Orlando Magic Rewatchables: Orlando Magic dethrones Michael Jordan, Chicago Bulls

The Orlando Magic hold the final playoff series win over Michael Jordan's Chicago Bulls. (Photo credit should read TONY RANZE/AFP via Getty Images)
The Orlando Magic hold the final playoff series win over Michael Jordan's Chicago Bulls. (Photo credit should read TONY RANZE/AFP via Getty Images) /
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What Happened?

The place to start for those that have not seen this series is a breakdown of each game.

The Orlando Magic entered the year as the up-and-coming team. They had made their first playoffs in 1994 and everyone sensed this team was going to take the mantle eventually with Shaquille O’Neal already a force in Year 3 of his career and Anfernee Hardaway turning in a solid rookie season.

The Magic added veteran leadership in Horace Grant and Brian Shaw in the offseason. But nobody saw what would come down the pike with this group.

The Orlando Magic won 59 games that season, beating the New York Knicks for the Atlantic Division title and gaining the top seed in the East. They had an explosive offense that overwhelmed teams with their brute force inside and speed on the perimeter. Not to mention some strong shooting (for the time).

It felt like the Magic had skipped a step, leapfrogging established teams in the Eastern Conference pecking order. Everyone figured their youth would catch up to them.

Maybe it did in Game 2 of the first round as the 35-47 Boston Celtics defeated the Orlando Magic at the Orlando Arena to even the series. The Magic needed two close wins to close the Boston Garden to advance in the best-of-5 series.

The Magic won their first playoff series — a vital first step for a young team. But nobody was feeling especially confident.

Especially with the Chicago Bulls starting to look like their normal selves.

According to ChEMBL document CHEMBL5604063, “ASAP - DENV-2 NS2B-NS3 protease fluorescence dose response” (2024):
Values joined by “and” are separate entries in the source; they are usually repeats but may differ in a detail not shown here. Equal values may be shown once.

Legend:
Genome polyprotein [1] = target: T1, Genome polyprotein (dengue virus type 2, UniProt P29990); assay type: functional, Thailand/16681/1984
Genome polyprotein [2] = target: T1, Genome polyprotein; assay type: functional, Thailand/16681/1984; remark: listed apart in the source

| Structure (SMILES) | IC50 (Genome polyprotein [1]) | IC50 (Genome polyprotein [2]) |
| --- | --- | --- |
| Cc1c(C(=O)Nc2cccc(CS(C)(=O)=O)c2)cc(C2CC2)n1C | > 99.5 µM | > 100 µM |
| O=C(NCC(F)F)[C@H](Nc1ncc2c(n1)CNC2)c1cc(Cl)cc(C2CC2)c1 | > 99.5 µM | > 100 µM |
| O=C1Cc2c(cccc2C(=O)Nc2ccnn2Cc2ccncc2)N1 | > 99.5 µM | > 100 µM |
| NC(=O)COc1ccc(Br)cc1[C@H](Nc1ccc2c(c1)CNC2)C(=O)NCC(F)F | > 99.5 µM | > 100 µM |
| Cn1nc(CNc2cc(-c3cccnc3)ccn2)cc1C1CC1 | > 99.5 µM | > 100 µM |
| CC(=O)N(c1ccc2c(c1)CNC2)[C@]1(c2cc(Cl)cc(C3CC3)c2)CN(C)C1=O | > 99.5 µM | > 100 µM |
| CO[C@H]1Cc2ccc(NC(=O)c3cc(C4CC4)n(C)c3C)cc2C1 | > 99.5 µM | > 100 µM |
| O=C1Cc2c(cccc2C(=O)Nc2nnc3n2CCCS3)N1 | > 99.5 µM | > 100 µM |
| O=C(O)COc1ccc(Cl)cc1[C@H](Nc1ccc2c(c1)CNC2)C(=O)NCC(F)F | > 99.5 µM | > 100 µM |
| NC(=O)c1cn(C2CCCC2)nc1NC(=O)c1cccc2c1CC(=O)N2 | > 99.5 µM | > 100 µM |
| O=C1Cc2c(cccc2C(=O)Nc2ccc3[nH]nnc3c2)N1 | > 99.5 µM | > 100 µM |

The Bulls started the year as a favorite in the Eastern Conference, but beneath the upper tier. They had survived their first season without Michael Jordan and were still a tough out.

Then Jordan faxed, “I’m back” with 17 games left and the Bulls seemed off to the races as they worked Jordan back into the mix.

Chicago went 13-4 to finish the season including Jordan’s famous “double-nickel” game at Madison Square Garden. Jordan was back, averaging 26.9 points per game. And this was Jordan who was not “back.”

The Chicago Bulls made quick work of the Charlotte Hornets in four games in the first round, stealing homecourt advantage in a 108-100 overtime win in Game 1. Setting up the battle in the second round between past, present and (who knows?) future.

Game 1 — Orlando Magic 94, Chicago Bulls 91

We will talk about this game a bit later on. We talk about this game for two hours above. This was a statement game for the Magic and proof they could compete with the mighty Bulls. Even if they needed Nick Anderson to steal the game in the end.

Game 2 — Chicago Bulls 104, Orlando Magic 94

Michael Jordan ripped his warmups off in the starting lineup introductions and revealed he had switched from No. 45 to No. 23. It was that moment that Nick Anderson knew this game was over. Jordan scored 38 points to tie the series.

Game 3 — Orlando Magic 110, Chicago Bulls 101

The Magic show their youth early on as the Bulls’ press stakes them a double-digit lead. Orlando played most of the first half in this series from behind. But Orlando kept fighting back. The Magic outlasted the Bulls making some big shots down the stretch and holding off Jordan at the end despite his 40 points.

Game 4 — Chicago Bulls 106, Orlando Magic 95

Chicago and Orlando often played really sloppy. It was turnovers in the dying moments that cost either team their games throughout the series. Game 4 was Orlando’s time to make mistakes. Shaquille O’Neal committed a critical turnover — one of 22 — down the stretch that was just too much for Orlando to overcome.

Game 5 — Orlando Magic 103, Chicago Bulls 95

In another back-and-forth first half, the Magic gave a hint of what the league was going to become. Dennis Scott scores 22 points and hits five 3-pointers to key a third-quarter run that gave the Magic firm control of the game and the series.

Game 6 — Orlando Magic 108, Chicago Bulls 102

It looked like the Bulls would force a Game 7 and force the Magic to really stand up to the Jordan-led Bulls. Chicago got Scottie Pippen going at last and he led the Bulls to an eight-point lead. Then the Magic go on a 14-0 run to win the game with O’Neal leading the way with 29 points. The Magic stun the United Center crowd and advance to the Eastern Conference Finals.